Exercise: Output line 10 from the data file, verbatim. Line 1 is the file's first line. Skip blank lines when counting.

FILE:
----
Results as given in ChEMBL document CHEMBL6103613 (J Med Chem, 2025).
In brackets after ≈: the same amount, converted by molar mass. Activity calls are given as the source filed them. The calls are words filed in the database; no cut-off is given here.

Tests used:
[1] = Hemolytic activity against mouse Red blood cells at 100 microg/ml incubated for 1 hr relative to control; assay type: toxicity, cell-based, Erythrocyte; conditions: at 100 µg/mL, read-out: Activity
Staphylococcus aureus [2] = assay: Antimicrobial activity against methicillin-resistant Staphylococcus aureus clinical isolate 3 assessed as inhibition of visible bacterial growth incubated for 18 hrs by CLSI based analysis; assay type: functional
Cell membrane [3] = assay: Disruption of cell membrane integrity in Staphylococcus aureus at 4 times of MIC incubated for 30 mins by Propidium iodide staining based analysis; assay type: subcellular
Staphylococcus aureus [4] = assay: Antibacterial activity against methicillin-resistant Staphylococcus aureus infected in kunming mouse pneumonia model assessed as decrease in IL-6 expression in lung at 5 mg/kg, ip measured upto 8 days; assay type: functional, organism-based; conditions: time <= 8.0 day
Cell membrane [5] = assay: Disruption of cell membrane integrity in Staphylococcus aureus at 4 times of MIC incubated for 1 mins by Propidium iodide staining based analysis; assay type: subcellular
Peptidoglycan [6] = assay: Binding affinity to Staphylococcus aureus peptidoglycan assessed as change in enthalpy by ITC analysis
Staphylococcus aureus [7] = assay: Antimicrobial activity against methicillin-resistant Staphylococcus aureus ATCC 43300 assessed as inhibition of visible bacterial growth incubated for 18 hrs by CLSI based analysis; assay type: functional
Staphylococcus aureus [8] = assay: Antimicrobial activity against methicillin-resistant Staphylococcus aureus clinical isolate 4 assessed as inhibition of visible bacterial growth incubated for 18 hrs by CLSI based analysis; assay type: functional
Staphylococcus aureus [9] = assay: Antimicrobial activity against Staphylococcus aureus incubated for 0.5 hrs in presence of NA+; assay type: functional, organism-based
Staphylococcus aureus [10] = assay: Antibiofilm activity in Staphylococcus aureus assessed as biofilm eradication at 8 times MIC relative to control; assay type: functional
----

Staphylococcus aureus [7] = assay: Antimicrobial activity against methicillin-resistant Staphylococcus aureus ATCC 43300 assessed as inhibition of visible bacterial growth incubated for 18 hrs by CLSI based analysis; assay type: functional